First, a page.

The rise of the Google developer community in Cameroon
Web Development

The rise of the Google developer community in Cameroon

Cyprien Tankeu mentors Google Developer Groups (GDG) chapters in francophone African countries. Prior to this, he was manager of GDG Yaoundé from 2012 to 2014. We catch-up with him to learn more about the growing community in Cameroon.

 

You attended the Google I/O Summit in San Francisco and GDG Summit Global in Silicon Valley. What do you think the Cameroonian tech eco system can learn from Silicon Valley’s startups?

Silicon Valley is a reference in terms of world-class technology and technology incubation and Cameroonian startups need to be inspired by its organized eco system, copy its positive traits and contextualize such that our products reflect our environment.

 

When was the first Google Developer Group (GDG) in Cameroon created?

It is worth noting that GDGs are first and foremost virtual groups which bring together communities based on specific interests in a town or country. These groups, however, also exist offline because they organize events.

 

After the 2009 Bar Camp Cameroon, Jean Francis Ahanda and others started Cameroon-GTUG (Google Technology User Group), which was mostly virtual, and it was followed by GCameroon (Google Cameroon) in 2011, which was created after an encounter between developers from several Cameroonian cities and Google personnel such as the Google Director for Francophone Africa. At length, GTUG Yaoundé and GTUG Douala were created. There wasn’t much activity back then because these groups were not only made up of developers, but included general Google users and sympathizers. Nevertheless, 2012 ushered in a global change in ideology and nomenclature, leading to the creation of GDGs (Google Developer Groups), which highlighted the fact that these groups were mostly made up of Google developers. Consequently, there was a migration from GTUG to GDG. The first GDG was GDG Douala, which was followed by GDG Yaoundé in September 2012, and it is at about that time that I became involved, ensuring the smooth transition from GTUG Yaoundé to GDG Yaoundé.

 

Can you discuss some of the activities carried out by GDGs in Cameroon?

Depending on the GDG and on the realities and problems of the region where it is found, GDGs in Cameroon are independent of each other, though at times they have activities and competitions in common. Each choses the technology and environment with which to work based on their various priorities and realities. Essentially, GDG activities include: access to information on coding, how to develop Android apps, the use of HTML5, sessions on recent technologies, workshops and mentorships, enforcing skills in different coding languages, as well as DevCamps and DevFests.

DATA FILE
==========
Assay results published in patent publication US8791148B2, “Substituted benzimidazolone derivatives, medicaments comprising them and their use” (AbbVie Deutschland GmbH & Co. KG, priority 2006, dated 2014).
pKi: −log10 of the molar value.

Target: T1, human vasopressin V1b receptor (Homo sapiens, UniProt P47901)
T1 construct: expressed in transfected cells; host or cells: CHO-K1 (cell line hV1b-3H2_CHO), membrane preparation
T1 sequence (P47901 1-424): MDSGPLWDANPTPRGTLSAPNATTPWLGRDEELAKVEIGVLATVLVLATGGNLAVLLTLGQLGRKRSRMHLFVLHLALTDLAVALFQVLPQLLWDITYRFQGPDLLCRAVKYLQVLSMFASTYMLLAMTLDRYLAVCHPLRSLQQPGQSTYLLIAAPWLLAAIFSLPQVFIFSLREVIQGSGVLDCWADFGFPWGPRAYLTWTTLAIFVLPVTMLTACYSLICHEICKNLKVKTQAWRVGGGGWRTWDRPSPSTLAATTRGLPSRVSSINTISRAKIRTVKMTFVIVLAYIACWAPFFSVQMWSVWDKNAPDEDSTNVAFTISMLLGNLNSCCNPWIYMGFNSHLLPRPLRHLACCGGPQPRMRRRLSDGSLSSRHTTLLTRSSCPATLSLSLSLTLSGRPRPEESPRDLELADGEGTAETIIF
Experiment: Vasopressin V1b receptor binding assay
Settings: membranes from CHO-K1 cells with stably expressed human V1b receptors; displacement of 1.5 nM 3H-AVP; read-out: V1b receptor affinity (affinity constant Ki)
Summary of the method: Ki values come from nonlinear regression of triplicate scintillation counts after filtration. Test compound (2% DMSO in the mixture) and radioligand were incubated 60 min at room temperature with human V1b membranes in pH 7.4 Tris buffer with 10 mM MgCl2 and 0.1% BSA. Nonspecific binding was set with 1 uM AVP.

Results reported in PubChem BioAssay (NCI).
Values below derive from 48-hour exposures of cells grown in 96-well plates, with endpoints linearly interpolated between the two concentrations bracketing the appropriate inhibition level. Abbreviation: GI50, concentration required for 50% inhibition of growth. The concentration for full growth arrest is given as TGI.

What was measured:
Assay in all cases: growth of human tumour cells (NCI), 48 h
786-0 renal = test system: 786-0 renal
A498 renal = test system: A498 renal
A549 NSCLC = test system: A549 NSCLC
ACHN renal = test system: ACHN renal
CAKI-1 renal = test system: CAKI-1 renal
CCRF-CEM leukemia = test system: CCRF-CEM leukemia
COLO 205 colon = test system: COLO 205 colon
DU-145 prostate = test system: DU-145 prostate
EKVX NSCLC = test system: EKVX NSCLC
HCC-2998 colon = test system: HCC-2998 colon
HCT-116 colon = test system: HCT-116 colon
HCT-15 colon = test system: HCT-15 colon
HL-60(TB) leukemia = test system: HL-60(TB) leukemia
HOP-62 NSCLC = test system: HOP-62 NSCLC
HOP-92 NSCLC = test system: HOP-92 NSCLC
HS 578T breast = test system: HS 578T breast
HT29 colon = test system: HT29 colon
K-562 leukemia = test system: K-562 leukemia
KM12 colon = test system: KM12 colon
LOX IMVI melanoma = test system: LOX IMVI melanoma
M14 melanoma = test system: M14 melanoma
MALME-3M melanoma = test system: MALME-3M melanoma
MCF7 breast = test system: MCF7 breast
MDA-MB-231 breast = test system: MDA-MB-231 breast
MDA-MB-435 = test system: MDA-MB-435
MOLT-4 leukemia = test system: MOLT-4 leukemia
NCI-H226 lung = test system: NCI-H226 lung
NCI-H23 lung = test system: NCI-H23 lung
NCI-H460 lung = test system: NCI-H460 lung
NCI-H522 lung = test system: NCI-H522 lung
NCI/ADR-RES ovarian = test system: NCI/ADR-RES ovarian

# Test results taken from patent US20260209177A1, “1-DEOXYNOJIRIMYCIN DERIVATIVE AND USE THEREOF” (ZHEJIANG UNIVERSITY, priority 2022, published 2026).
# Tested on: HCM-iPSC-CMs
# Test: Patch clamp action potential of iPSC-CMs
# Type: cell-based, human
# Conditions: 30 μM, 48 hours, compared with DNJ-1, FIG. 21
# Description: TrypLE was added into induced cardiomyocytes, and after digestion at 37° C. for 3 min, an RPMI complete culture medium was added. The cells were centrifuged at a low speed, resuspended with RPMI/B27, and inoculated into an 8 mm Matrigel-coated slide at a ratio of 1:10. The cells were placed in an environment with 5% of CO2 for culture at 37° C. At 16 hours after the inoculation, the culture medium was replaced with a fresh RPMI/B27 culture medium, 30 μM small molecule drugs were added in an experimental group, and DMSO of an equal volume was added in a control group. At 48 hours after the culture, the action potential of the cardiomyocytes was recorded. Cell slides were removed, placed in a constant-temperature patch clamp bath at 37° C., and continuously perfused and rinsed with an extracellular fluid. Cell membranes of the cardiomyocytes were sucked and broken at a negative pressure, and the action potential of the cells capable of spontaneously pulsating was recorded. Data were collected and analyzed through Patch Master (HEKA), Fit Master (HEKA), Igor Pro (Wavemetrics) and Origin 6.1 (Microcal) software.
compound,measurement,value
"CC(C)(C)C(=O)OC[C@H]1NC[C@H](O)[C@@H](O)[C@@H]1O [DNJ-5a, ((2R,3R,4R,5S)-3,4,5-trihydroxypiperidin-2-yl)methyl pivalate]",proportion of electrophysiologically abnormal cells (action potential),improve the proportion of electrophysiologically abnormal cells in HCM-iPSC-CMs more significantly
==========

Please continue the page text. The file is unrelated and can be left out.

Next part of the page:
What do you think about the evolution of GDGs in Cameroon over the years?

We can say that they are evolving at an exponential rate. In 2012 there were two GDGs; by May 2013, there were three; by the end of 2013 (after Google I/O Extended 2013) there were 7; and 14 by the end of 2014.

 

In 2015, Cameroon has 14 Google Developer Groups, namely: GDG Yaoundé, GDG Douala, GDG Ebolowa, GDG Dschang, GDG Foumban, GDG Maroua, GDG Bambili, GDG Nkongsamba, GDG Limbe, GDG Buea, GDG Bamenda, GDG Ndéré, GDG Bandjoun and GDG Bagante. Out of the 14, 13 have organized events this year.

 

This places Cameroon as the leading francophone African country with Google Developer Groups, followed by Ivory Coast and DRC (though DRC started GTUGs before Cameroon). In terms of the number of Google communities in Africa, Cameroon is third, after Nigeria and Kenya (and followed by South Africa). Parallel to GDGs are Women Tech Maker (WTM) communities, which, if one were to consider independent of GDGs, the number of GDGs in Cameroon would multiply, but Women Tech Maker communities are linked to particular GDGs. WTM communities originated from GDG Women and other Women Tech Maker programmes which exist within GDGs and their activities target women.

 

As a mentor and coordinator of GDGs in francophone Africa, what is the greatest challenge you face, and what is the greatest challenge GDGs in this region face?

Each country has its realities and one of the challenges GDGs in Cameroon face is that, given their huge number, the impact on the community is low, and these GDGs are yet to channel their energy in solving specific regional problems, but they are working on it. Other challenges faced by GDGs in Africa include finding partners and making their country understand the importance of GDGs.

 

What do you think about the intersection between Cameroonian tech communities such as: Linux Land Cameroon, Ubuntu Cameroon, Mozilla Cameroon, Java User Groups and Google Developer Groups, among others? Do you envisage them working together on common projects?

Each community has its specificities, but communal and cross-community projects exist. For example, many members of the Google community work on Linux operating systems and given how large the Google community is, they cannot avoid using other technologies. Similarly, members of the Mozilla community use several coding languages on Firefox OS when developing apps. Furthermore, Android developers use Java language to code, thus all these communities work together and strengthen each other.

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Dzekashu MacViban

Dzekashu MacViban is a freelance journalist and has written for the Ann Arbor Review of Books, Fashizblack, Goethe.de, and PalaPala among others.

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